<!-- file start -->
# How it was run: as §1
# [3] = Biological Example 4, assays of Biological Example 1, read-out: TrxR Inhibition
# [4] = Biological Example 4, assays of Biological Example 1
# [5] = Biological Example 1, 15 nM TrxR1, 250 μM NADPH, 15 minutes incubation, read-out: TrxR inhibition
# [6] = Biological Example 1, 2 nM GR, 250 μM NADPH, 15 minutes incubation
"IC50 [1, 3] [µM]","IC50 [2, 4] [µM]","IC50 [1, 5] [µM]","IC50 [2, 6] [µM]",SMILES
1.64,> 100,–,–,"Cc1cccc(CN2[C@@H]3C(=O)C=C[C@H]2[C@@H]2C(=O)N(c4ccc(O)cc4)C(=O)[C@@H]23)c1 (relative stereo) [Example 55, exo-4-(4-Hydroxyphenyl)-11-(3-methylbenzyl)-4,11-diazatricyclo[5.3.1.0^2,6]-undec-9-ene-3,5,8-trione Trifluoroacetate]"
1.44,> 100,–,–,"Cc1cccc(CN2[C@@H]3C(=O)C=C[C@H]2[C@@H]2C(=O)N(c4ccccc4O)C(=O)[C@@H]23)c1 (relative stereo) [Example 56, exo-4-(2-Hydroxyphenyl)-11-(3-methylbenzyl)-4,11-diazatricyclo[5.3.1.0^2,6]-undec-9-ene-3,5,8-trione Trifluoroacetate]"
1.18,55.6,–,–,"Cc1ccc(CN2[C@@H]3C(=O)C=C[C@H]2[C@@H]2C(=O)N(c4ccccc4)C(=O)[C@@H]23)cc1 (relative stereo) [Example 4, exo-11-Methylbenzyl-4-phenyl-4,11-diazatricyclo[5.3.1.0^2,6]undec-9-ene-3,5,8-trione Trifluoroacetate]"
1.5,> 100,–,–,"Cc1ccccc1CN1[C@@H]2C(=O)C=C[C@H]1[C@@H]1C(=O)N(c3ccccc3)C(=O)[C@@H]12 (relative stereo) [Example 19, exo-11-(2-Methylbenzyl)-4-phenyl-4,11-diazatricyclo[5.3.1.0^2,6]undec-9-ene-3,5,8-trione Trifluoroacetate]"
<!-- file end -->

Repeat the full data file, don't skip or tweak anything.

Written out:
# How it was run: as §1
# [3] = Biological Example 4, assays of Biological Example 1, read-out: TrxR Inhibition
# [4] = Biological Example 4, assays of Biological Example 1
# [5] = Biological Example 1, 15 nM TrxR1, 250 μM NADPH, 15 minutes incubation, read-out: TrxR inhibition
# [6] = Biological Example 1, 2 nM GR, 250 μM NADPH, 15 minutes incubation
"IC50 [1, 3] [µM]","IC50 [2, 4] [µM]","IC50 [1, 5] [µM]","IC50 [2, 6] [µM]",SMILES
1.64,> 100,–,–,"Cc1cccc(CN2[C@@H]3C(=O)C=C[C@H]2[C@@H]2C(=O)N(c4ccc(O)cc4)C(=O)[C@@H]23)c1 (relative stereo) [Example 55, exo-4-(4-Hydroxyphenyl)-11-(3-methylbenzyl)-4,11-diazatricyclo[5.3.1.0^2,6]-undec-9-ene-3,5,8-trione Trifluoroacetate]"
1.44,> 100,–,–,"Cc1cccc(CN2[C@@H]3C(=O)C=C[C@H]2[C@@H]2C(=O)N(c4ccccc4O)C(=O)[C@@H]23)c1 (relative stereo) [Example 56, exo-4-(2-Hydroxyphenyl)-11-(3-methylbenzyl)-4,11-diazatricyclo[5.3.1.0^2,6]-undec-9-ene-3,5,8-trione Trifluoroacetate]"
1.18,55.6,–,–,"Cc1ccc(CN2[C@@H]3C(=O)C=C[C@H]2[C@@H]2C(=O)N(c4ccccc4)C(=O)[C@@H]23)cc1 (relative stereo) [Example 4, exo-11-Methylbenzyl-4-phenyl-4,11-diazatricyclo[5.3.1.0^2,6]undec-9-ene-3,5,8-trione Trifluoroacetate]"
1.5,> 100,–,–,"Cc1ccccc1CN1[C@@H]2C(=O)C=C[C@H]1[C@@H]1C(=O)N(c3ccccc3)C(=O)[C@@H]12 (relative stereo) [Example 19, exo-11-(2-Methylbenzyl)-4-phenyl-4,11-diazatricyclo[5.3.1.0^2,6]undec-9-ene-3,5,8-trione Trifluoroacetate]"